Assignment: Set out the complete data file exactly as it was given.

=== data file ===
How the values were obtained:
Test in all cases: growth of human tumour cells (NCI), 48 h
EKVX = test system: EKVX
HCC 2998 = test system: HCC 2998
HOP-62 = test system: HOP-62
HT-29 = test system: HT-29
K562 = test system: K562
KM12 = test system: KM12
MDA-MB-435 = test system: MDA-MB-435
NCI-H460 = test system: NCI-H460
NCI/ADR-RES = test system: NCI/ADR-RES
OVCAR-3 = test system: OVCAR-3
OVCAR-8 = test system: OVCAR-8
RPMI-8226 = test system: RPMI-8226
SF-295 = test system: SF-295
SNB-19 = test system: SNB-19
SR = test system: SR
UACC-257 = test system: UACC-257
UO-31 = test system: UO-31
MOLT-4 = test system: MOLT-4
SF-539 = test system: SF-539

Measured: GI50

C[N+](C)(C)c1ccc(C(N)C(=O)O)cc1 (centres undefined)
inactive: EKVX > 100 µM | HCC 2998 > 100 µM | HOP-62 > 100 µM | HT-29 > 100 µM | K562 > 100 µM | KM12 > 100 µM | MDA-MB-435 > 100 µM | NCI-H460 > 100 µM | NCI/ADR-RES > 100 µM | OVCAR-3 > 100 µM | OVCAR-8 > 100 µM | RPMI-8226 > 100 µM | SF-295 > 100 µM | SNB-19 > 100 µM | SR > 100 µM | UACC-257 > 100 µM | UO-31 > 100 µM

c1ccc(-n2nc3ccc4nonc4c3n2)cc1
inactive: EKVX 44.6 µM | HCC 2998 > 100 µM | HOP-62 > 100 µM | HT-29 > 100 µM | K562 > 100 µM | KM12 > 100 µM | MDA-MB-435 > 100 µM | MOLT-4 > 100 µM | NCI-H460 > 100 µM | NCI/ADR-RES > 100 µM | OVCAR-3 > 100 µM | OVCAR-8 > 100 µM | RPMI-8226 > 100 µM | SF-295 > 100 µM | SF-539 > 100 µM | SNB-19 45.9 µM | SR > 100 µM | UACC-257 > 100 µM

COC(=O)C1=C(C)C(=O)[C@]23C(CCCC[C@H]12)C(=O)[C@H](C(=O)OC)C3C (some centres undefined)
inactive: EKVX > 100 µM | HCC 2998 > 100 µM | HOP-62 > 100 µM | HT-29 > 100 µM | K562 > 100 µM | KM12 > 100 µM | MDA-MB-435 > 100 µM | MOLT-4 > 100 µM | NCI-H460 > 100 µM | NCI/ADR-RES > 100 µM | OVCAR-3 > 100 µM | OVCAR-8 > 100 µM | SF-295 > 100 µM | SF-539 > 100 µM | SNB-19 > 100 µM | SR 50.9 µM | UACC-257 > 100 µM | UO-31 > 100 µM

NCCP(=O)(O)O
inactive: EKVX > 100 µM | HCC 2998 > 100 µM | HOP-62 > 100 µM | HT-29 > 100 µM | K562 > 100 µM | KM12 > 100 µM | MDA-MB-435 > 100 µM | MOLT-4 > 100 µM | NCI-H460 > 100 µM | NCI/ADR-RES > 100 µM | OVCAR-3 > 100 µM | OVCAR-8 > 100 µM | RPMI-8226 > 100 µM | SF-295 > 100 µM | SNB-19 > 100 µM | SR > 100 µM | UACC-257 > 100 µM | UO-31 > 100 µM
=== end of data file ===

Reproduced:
How the values were obtained:
Test in all cases: growth of human tumour cells (NCI), 48 h
EKVX = test system: EKVX
HCC 2998 = test system: HCC 2998
HOP-62 = test system: HOP-62
HT-29 = test system: HT-29
K562 = test system: K562
KM12 = test system: KM12
MDA-MB-435 = test system: MDA-MB-435
NCI-H460 = test system: NCI-H460
NCI/ADR-RES = test system: NCI/ADR-RES
OVCAR-3 = test system: OVCAR-3
OVCAR-8 = test system: OVCAR-8
RPMI-8226 = test system: RPMI-8226
SF-295 = test system: SF-295
SNB-19 = test system: SNB-19
SR = test system: SR
UACC-257 = test system: UACC-257
UO-31 = test system: UO-31
MOLT-4 = test system: MOLT-4
SF-539 = test system: SF-539

Measured: GI50

C[N+](C)(C)c1ccc(C(N)C(=O)O)cc1 (centres undefined)
inactive: EKVX > 100 µM | HCC 2998 > 100 µM | HOP-62 > 100 µM | HT-29 > 100 µM | K562 > 100 µM | KM12 > 100 µM | MDA-MB-435 > 100 µM | NCI-H460 > 100 µM | NCI/ADR-RES > 100 µM | OVCAR-3 > 100 µM | OVCAR-8 > 100 µM | RPMI-8226 > 100 µM | SF-295 > 100 µM | SNB-19 > 100 µM | SR > 100 µM | UACC-257 > 100 µM | UO-31 > 100 µM

c1ccc(-n2nc3ccc4nonc4c3n2)cc1
inactive: EKVX 44.6 µM | HCC 2998 > 100 µM | HOP-62 > 100 µM | HT-29 > 100 µM | K562 > 100 µM | KM12 > 100 µM | MDA-MB-435 > 100 µM | MOLT-4 > 100 µM | NCI-H460 > 100 µM | NCI/ADR-RES > 100 µM | OVCAR-3 > 100 µM | OVCAR-8 > 100 µM | RPMI-8226 > 100 µM | SF-295 > 100 µM | SF-539 > 100 µM | SNB-19 45.9 µM | SR > 100 µM | UACC-257 > 100 µM

COC(=O)C1=C(C)C(=O)[C@]23C(CCCC[C@H]12)C(=O)[C@H](C(=O)OC)C3C (some centres undefined)
inactive: EKVX > 100 µM | HCC 2998 > 100 µM | HOP-62 > 100 µM | HT-29 > 100 µM | K562 > 100 µM | KM12 > 100 µM | MDA-MB-435 > 100 µM | MOLT-4 > 100 µM | NCI-H460 > 100 µM | NCI/ADR-RES > 100 µM | OVCAR-3 > 100 µM | OVCAR-8 > 100 µM | SF-295 > 100 µM | SF-539 > 100 µM | SNB-19 > 100 µM | SR 50.9 µM | UACC-257 > 100 µM | UO-31 > 100 µM

NCCP(=O)(O)O
inactive: EKVX > 100 µM | HCC 2998 > 100 µM | HOP-62 > 100 µM | HT-29 > 100 µM | K562 > 100 µM | KM12 > 100 µM | MDA-MB-435 > 100 µM | MOLT-4 > 100 µM | NCI-H460 > 100 µM | NCI/ADR-RES > 100 µM | OVCAR-3 > 100 µM | OVCAR-8 > 100 µM | RPMI-8226 > 100 µM | SF-295 > 100 µM | SNB-19 > 100 µM | SR > 100 µM | UACC-257 > 100 µM | UO-31 > 100 µM